"Don't you speak good English" said the fans. They did think it funny the boys seemed to know Liverpudlian English--after all they WERE billed as "Direct From Hamburg."
There was an "audition" type of basis for a lot of the bookings in Liverpool at that time. The group would turn up in a hall for "peanuts", pay-wise--and if they went down well they'd be given return bookings at a slightly higher fee. At one hall, the Beatles went down particularly well and felt sure that they'd get some engagements out of it.
Truth was the promoter had sent his "bouncers" out into the hall, guarding the way backstage. He wanted to keep other managements away from the boys. And he succeeded. He offered them £8 for a long series of dates--which seemed big money after the £6 10s. top whack they'd earned before. That promoter said he was helping the boys by keeping other agents away. Maybe he was. He was also doing himself no little favour.
They moved into the Cavern Club at lunch-times. There was still a jazz tradition at this now famed stomping ground. Often John would introduce, for example: "And now Big Bill Broonzy's 'What'd I Say' "--a gag! But it went down well with the fans. Ray McFall, the owner and promoter of the Cavern, said the boys had been "blankety-blank fools" for playing for eight quid a time.
The boys, astonished at their new-found drawing power, tended to agree. But there were still no managers on the scene. They coped with their own problems. Which were plentiful. Whatever other people may claim, the Beatles were fast laying the sound basis of the current Liverpool type music. Even though they'd developed it in Germany.
Ringo was back in Liverpool at this time. He would sit in with the group when Pete Best was unable to cope. And Ringo, for a spell, was bearded. Nothing too flash--but a beard just the same.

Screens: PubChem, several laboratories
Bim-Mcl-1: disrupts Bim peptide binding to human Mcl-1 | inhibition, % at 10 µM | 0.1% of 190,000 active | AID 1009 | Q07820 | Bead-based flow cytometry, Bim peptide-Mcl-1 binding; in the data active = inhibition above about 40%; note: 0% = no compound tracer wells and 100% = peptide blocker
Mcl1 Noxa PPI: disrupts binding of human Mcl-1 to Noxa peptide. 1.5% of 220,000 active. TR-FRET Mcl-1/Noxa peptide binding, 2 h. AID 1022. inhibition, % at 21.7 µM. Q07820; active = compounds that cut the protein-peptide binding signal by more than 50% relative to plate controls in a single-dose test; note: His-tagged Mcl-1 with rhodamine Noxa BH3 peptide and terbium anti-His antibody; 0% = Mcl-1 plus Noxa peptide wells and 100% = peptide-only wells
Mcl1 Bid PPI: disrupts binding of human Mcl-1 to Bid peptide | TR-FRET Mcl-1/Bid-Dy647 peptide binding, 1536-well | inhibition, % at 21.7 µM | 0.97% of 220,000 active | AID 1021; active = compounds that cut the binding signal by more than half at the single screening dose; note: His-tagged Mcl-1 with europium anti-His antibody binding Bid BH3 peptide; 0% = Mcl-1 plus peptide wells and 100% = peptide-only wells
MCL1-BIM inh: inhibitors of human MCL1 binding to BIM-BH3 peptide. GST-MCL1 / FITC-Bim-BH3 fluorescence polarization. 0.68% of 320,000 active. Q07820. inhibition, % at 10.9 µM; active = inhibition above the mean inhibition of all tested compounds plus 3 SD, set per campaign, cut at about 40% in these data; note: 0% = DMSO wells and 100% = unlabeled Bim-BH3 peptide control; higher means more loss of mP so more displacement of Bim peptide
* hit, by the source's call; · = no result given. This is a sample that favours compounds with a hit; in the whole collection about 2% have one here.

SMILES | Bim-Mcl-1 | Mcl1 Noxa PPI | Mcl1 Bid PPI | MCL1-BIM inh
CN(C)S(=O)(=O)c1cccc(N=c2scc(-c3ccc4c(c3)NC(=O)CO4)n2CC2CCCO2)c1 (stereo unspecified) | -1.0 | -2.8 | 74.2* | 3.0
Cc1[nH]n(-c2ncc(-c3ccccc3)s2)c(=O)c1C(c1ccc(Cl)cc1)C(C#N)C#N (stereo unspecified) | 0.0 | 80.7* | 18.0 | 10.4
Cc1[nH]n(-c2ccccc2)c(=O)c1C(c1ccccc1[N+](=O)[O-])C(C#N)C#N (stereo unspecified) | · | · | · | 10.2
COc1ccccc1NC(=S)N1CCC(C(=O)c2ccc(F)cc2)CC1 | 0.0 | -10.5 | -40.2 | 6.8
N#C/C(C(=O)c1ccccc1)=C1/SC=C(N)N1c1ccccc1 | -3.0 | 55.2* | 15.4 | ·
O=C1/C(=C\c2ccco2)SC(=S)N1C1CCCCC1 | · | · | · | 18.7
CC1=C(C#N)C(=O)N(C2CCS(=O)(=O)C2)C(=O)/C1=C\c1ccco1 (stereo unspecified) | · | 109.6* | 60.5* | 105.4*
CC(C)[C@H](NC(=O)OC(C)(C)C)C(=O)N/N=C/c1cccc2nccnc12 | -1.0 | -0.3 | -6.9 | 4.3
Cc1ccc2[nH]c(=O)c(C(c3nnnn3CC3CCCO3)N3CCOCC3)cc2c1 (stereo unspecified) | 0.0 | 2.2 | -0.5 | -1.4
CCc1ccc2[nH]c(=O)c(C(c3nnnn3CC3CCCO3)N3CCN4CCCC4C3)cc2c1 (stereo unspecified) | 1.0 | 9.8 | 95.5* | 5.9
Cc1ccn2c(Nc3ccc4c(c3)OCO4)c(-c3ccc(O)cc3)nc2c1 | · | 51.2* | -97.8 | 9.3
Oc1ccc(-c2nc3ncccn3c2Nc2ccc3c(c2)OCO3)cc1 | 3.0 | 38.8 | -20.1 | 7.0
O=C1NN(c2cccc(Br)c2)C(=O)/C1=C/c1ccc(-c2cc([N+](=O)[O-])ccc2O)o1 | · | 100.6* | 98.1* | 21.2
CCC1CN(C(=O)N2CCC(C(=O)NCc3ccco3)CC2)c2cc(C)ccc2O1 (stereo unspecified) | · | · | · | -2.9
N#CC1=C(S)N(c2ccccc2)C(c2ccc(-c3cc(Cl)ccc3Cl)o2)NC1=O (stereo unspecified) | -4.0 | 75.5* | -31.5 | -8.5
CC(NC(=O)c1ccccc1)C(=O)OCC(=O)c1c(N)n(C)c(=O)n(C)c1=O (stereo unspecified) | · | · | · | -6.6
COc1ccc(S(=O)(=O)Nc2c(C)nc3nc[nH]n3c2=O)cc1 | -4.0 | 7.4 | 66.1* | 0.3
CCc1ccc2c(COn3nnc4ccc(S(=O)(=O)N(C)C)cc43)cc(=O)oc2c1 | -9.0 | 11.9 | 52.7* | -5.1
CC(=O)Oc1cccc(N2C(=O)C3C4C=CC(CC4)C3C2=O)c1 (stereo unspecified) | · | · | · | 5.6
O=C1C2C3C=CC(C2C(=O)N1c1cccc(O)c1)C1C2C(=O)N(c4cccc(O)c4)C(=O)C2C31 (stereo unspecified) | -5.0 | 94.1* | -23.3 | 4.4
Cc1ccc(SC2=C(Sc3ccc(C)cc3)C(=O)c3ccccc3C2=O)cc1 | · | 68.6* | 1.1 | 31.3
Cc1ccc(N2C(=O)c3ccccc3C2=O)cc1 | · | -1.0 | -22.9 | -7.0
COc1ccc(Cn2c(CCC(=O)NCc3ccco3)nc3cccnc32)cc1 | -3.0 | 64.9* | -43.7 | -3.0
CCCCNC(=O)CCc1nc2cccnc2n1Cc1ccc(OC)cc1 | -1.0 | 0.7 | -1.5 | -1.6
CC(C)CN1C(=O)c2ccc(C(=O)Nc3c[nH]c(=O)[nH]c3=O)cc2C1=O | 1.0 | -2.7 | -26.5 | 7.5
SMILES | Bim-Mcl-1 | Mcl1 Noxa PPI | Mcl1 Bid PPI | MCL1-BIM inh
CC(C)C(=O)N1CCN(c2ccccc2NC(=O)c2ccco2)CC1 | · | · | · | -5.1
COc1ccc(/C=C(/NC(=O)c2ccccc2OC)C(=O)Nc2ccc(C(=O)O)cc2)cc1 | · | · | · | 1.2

Meanwhile, Stu had returned to Germany with Astrid. They were clearly very happy together and Stu argued with the authorities loud and long to work his way into the art school over there. On their brief trip back to Liverpool, Stu and Astrid had left no doubts that they planned to get married.
Then letters started arriving from Hamburg for the Beatles. Club owners were anxious to get the bunch of eccentrics back again . . . and besides a whole bunch of local eccentrics had howled for a fast return. There was to be no work permit problem this time. George was 18 in February, 1961, and out of the clutches of the lengthy German arm of the law.
So it was back to the Top Ten Club in Hamburg. April, 1961, the date--and the boys toted their gear over on the train route. They'd ploughed some of their earnings back into equipment and were now down to four in number.
The next three months were to prove among the most memorable of their career as a group.
The Top Ten Club was highly organised by this time. Often, they were the only group on from seven in the evening until two in the morning. They had a quarter of an hour break in every hour and they simply had to produce a full-scale repertoire of numbers.
Said George: "We performed like a gang of lunatics. It was all right once we got the hang of it all and it was great fun. The boss would send up cups of coffee on stage and we take turns to take a sip. The crowds varied a heck of a lot each night."
John, George, and Paul used echo microphones which added to the excitement. Instead of them all singing together, they'd take it in turns to do solo work. That way they saved their throats from what could have been irreparable damage.
Up to ten o'clock in the evenings, the audiences were mostly the under-eighteens--they had to be off the premises under German law by ten. Later, the fans would be more in the 18 to 25 age-group. So it was wild rockers for the first part--then a mixture of the rockers and the wildies and the slower stuff later on. No change in the material. Still Little Richard, Carl Perkins, Chuck Berry, Presley's stuff like "Blue Suede Shoes". Anything and everything that could whip up a storm.
The club was smoky; the audience restless between numbers. The business excellent. The boys built up an individual following. "And we'd try out any sort of numbers from the current Top Twenty", said Paul. "In a way, it was marvellous--simply because we could experiment. Tired? We were dead whacked but we got great kicks out of watching the audiences, seeing the way they reacted to different gear."